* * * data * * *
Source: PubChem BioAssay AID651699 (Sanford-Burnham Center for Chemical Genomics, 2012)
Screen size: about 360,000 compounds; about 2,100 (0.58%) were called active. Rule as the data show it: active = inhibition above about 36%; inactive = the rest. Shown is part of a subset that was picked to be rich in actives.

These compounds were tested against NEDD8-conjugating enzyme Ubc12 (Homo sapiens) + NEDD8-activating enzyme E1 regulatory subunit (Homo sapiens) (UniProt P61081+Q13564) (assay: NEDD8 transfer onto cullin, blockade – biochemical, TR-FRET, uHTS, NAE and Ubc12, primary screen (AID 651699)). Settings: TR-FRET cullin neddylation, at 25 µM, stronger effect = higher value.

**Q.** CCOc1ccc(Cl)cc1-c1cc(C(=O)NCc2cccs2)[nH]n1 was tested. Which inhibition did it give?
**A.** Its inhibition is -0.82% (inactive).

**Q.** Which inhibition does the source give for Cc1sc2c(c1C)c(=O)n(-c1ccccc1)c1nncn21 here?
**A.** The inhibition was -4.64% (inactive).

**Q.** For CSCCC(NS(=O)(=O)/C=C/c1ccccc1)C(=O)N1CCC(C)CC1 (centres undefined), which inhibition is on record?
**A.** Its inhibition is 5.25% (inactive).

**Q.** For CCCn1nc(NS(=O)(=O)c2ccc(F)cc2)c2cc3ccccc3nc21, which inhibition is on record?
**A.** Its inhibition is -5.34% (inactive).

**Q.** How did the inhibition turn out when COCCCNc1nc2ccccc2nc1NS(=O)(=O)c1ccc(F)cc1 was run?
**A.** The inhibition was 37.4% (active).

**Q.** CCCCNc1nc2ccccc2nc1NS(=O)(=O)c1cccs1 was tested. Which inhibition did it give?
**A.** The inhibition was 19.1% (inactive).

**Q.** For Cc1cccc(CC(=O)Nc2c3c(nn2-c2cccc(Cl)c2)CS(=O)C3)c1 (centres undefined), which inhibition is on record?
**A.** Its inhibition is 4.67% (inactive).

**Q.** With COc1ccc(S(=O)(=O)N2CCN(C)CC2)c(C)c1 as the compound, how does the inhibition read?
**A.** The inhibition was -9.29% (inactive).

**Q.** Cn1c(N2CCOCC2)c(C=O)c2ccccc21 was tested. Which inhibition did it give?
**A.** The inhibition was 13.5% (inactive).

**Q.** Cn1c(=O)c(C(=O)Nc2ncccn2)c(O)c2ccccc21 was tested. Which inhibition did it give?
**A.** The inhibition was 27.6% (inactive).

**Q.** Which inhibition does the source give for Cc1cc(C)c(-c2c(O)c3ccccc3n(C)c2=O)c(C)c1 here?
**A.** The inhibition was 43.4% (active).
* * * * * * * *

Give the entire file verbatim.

Source: PubChem BioAssay AID651699 (Sanford-Burnham Center for Chemical Genomics, 2012)
Screen size: about 360,000 compounds; about 2,100 (0.58%) were called active. Rule as the data show it: active = inhibition above about 36%; inactive = the rest. Shown is part of a subset that was picked to be rich in actives.

These compounds were tested against NEDD8-conjugating enzyme Ubc12 (Homo sapiens) + NEDD8-activating enzyme E1 regulatory subunit (Homo sapiens) (UniProt P61081+Q13564) (assay: NEDD8 transfer onto cullin, blockade – biochemical, TR-FRET, uHTS, NAE and Ubc12, primary screen (AID 651699)). Settings: TR-FRET cullin neddylation, at 25 µM, stronger effect = higher value.

**Q.** CCOc1ccc(Cl)cc1-c1cc(C(=O)NCc2cccs2)[nH]n1 was tested. Which inhibition did it give?
**A.** Its inhibition is -0.82% (inactive).

**Q.** Which inhibition does the source give for Cc1sc2c(c1C)c(=O)n(-c1ccccc1)c1nncn21 here?
**A.** The inhibition was -4.64% (inactive).

**Q.** For CSCCC(NS(=O)(=O)/C=C/c1ccccc1)C(=O)N1CCC(C)CC1 (centres undefined), which inhibition is on record?
**A.** Its inhibition is 5.25% (inactive).

**Q.** For CCCn1nc(NS(=O)(=O)c2ccc(F)cc2)c2cc3ccccc3nc21, which inhibition is on record?
**A.** Its inhibition is -5.34% (inactive).

**Q.** How did the inhibition turn out when COCCCNc1nc2ccccc2nc1NS(=O)(=O)c1ccc(F)cc1 was run?
**A.** The inhibition was 37.4% (active).

**Q.** CCCCNc1nc2ccccc2nc1NS(=O)(=O)c1cccs1 was tested. Which inhibition did it give?
**A.** The inhibition was 19.1% (inactive).

**Q.** For Cc1cccc(CC(=O)Nc2c3c(nn2-c2cccc(Cl)c2)CS(=O)C3)c1 (centres undefined), which inhibition is on record?
**A.** Its inhibition is 4.67% (inactive).

**Q.** With COc1ccc(S(=O)(=O)N2CCN(C)CC2)c(C)c1 as the compound, how does the inhibition read?
**A.** The inhibition was -9.29% (inactive).

**Q.** Cn1c(N2CCOCC2)c(C=O)c2ccccc21 was tested. Which inhibition did it give?
**A.** The inhibition was 13.5% (inactive).

**Q.** Cn1c(=O)c(C(=O)Nc2ncccn2)c(O)c2ccccc21 was tested. Which inhibition did it give?
**A.** The inhibition was 27.6% (inactive).

**Q.** Which inhibition does the source give for Cc1cc(C)c(-c2c(O)c3ccccc3n(C)c2=O)c(C)c1 here?
**A.** The inhibition was 43.4% (active).